Sometimes it may seem like veteran and civilian workers are speaking two different languages. That’s to be expected when a person has served years of their life within an organization that is truly like its own world. But that doesn’t mean that companies should be daunted by the possibility of integrating veterans into their workplace. There are a number of different strategies business owners can use to both support and better understand their veteran workers. Hartland-based Batteries Plus introduced a new way to support veteran workers this past spring with the creation of a business resource group. Cory Geisler, national [caption id="attachment_559226" align="alignright" width="300"] Cory Geisler[/caption] commercial sales effectiveness coach for Batteries Plus and an Army veteran, said the company’s veteran-specific BRG gives employees a space to raise any work issues they might have while keeping them engaged. It also provides other employees the chance to better understand the mindset of a veteran. Non-veteran workers, or “allies,” can attend BRG meetings to better understand the challenges veterans might face in a civilian work environment. “The average civilian doesn’t quite understand the military mindset,” said Geisler. “It’s really helped veterans within the workplace. And even veterans, it’s helped us understand civilians in the workplace and what they think.” The first step to getting a veteran BRG started within any company is to first identify who’s served in the military. This is a trickier task than it may seem. Geisler said there are a lot of veterans who won’t let employers know about their military service for fear of not being considered for a job. “Unfortunately, there’s a little bit of stigma that goes with someone who has served in the military,” said Geisler. “(Employers) may be worried they’re somehow broken.” Once an employer has managed to identify its veteran workers, the next step is to figure out who might be up to the task of taking on a leadership role, which is often going to be someone who’s had a longer tenure with a company. Veterans approaching other veterans will have more of an impact than an employee getting another email from management. It’s also important for businesses to become active in veterans’ events, whether that be through outside fundraising activities or meetings through other veterans’ organizations. This lets current veteran employees know what a company’s priorities are and can help attract other veteran workers. “If you’re going to have a veterans’ business resource group, make sure you start getting involved,” said Geisler. Batteries Plus has also introduced lunch-and-learn events to allow both segments of the workforce to better understand one another. The company is currently considering implementing a veteran-specific mentoring program, so as a veteran enters a new work environment, they have someone who understands their unique challenges. Continuous professional development [caption id="attachment_559228" align="alignleft" width="162"] Bill Berrien[/caption] Bill Berrien, chief executive officer of New Berlin-based Pindel Global Precision, believes continuous opportunities for advancement and professional development are key in keeping veteran workers challenged and engaged. Berrien is a former U.S. Navy SEAL officer who sees similarities between the military and manufacturing environments. About 10% of Pindel’s employees are veterans. “I’ve found that advanced manufacturing has a lot of parallels to special operations. At the heart of it, both are about small, highly cohesive, highly trained teams enabled by advanced technology and trying to punch above their weight,” said Berrien. When he looks to bring on a new hire, he makes sure a potential candidate will blend well with current Pindel employees and the environment that’s already been established. When a veteran candidate pops up, Berrien said he knows that person likely has the right “DNA” and attitude for his company. He has found the veterans he has hired have learned skills just as quickly – if not faster – than other new employees. “The fact that they’ve done well and enjoyed a military environment is really a positive indicator,” said Berrien. When onboarding a new veteran hire, and after that process is complete, it’s a priority at Pindel to provide employees with career-long development opportunities. The company has implemented a professional development program that includes six levels for machinists and four levels for quality technicians and industrial maintenance workers. Within each level, workers complete online classes and earn credentials through the National Institute of Metal Working Skills. “For veterans, and employees in general, we try to pull them into our professional development program and give them structure,” said Berrien. “It’s something they can join onto and grow with.” Pindel is applying to become a “skill bridge” employer through the Department of Defense. The program allows transitioning military members to spend the last few months of their service gaining experience at a civilian employer of their choice. This eases their move to the private sector. “Honestly, having an open-minded attitude about what the individual can contribute and not trying to craft the role they’re going to be in (is important),” said Berrien. “Try not to be in this confining niche and offer some exposure to different areas.” Brookfield-based Advantage+ has also found that focusing on professional development is key in supporting veterans. Mike Elton, president and CEO of Advantage+, didn’t go out seeking veterans looking for work; they came to him organically. The 22-person company has helped train five veterans in the past five years. [caption id="attachment_559229" align="alignright" width="169"] Mike Elton[/caption] “We didn’t necessarily go through a veterans’ organization. It just sort of happened. We recognized that they were veterans, and we went out of our way to help them and accommodate them,” said Elton. “We were just trying to do the right thing.” Advantage+ has hired veterans through Harrigan Development Services, a Grafton-based firm that works with at-risk individuals or those with a disability to help them move forward in certain aspects of their life, including gaining employment. One of the most recent veterans to pass through the Advantage+ office was Bradley Curtis, a Marine who served for over 20 years. Elton said he wanted to make sure he gave Curtis all the tools he needed to succeed, regardless of where he ended up working. Curtis eventually had to retire due to health issues. “We brought on Bradley, who had been battling health problems for years. We welcomed him in and helped him get the computer skills he needed to get up to speed on some of the things we wanted him to do,” said Elton. “He just always treasured the work and appreciated the opportunity.” The last two veterans Advantage+ brought on had never been exposed to an office setting before. Elton said he brought on people with good work ethic who he knew could handle the needed training with ease. “It’s just about understanding that they have sometimes special training needs depending on where they came out of the military,” said Elton. “I feel like veterans have the work ethic and the grit to make a really good, loyal worker.”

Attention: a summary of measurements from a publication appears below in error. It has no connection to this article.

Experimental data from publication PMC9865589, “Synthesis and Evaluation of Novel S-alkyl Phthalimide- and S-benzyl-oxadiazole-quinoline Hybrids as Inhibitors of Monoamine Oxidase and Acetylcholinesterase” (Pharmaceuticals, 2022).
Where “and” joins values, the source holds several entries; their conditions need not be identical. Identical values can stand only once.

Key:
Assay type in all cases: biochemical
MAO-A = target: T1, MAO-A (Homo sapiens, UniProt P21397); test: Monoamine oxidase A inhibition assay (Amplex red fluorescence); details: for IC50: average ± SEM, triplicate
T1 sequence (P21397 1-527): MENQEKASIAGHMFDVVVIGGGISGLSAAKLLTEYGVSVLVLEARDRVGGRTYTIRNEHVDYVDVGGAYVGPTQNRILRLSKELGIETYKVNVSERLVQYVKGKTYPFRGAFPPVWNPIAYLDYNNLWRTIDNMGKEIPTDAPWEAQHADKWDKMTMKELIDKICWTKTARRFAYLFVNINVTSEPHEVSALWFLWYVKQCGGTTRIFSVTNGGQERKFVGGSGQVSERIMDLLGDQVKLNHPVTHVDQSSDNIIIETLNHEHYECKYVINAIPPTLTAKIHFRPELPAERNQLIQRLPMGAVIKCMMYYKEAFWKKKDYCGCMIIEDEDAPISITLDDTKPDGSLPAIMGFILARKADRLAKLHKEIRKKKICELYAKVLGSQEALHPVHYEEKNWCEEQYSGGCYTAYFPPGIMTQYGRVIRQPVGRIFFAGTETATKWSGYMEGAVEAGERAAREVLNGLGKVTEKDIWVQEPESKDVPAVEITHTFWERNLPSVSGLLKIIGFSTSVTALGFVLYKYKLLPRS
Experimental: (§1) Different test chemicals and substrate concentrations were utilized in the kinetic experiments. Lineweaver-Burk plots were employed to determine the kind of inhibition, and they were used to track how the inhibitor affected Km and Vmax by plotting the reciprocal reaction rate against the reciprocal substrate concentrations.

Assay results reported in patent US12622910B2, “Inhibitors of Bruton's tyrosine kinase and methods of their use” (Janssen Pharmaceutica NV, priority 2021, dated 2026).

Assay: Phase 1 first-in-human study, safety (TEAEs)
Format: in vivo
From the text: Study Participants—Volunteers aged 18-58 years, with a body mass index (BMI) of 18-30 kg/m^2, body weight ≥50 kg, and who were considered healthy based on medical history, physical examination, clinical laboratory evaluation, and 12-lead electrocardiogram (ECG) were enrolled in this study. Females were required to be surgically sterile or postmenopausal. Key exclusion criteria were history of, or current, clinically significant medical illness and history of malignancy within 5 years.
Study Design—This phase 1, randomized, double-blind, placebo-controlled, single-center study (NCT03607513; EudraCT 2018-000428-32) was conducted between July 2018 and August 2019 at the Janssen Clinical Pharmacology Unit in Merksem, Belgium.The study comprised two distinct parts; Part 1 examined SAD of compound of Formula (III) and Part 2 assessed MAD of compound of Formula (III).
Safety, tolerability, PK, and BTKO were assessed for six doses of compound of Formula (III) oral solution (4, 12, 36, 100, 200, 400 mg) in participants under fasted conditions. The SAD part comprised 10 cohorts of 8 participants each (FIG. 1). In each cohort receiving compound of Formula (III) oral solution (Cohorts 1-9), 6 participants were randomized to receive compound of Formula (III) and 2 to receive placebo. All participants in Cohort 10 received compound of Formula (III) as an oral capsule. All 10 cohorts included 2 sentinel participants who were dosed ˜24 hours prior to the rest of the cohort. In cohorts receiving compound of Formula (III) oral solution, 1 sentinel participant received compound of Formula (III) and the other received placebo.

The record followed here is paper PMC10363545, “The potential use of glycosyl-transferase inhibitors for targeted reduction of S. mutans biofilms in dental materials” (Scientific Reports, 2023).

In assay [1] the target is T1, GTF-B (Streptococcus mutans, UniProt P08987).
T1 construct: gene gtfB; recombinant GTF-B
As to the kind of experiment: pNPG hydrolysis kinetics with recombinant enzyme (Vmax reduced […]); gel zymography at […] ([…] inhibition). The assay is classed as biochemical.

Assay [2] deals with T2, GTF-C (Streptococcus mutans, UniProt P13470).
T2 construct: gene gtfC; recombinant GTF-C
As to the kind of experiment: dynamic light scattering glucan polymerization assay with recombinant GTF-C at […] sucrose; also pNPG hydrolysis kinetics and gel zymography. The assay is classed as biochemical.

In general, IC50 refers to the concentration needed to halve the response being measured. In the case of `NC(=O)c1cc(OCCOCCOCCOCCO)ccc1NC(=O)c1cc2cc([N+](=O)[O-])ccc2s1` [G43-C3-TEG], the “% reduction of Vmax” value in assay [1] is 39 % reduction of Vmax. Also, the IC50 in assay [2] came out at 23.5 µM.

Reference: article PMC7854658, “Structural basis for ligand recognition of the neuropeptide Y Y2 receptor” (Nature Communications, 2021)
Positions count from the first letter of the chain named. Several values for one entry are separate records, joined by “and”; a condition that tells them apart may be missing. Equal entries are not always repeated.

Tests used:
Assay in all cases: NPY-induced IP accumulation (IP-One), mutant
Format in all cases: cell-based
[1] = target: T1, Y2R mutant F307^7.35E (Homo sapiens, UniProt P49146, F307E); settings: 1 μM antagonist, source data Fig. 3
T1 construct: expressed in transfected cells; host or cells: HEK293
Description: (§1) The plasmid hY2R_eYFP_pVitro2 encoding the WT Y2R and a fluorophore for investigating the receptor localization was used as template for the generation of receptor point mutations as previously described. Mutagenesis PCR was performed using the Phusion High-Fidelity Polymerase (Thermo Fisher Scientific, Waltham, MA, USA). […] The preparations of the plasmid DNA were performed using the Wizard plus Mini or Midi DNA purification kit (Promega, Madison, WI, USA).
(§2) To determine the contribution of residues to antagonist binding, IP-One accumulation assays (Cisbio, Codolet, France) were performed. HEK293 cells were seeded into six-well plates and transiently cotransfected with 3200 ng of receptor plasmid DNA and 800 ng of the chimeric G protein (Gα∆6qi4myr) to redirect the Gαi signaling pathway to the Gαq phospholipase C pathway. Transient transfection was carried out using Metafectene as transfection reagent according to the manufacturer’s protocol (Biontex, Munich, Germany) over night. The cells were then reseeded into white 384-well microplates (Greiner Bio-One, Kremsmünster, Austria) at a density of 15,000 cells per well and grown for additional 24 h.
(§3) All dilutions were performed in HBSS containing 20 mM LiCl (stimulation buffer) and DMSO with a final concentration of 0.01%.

Holiday flash sale! Subscribe to BizTimes and save nearly 40%!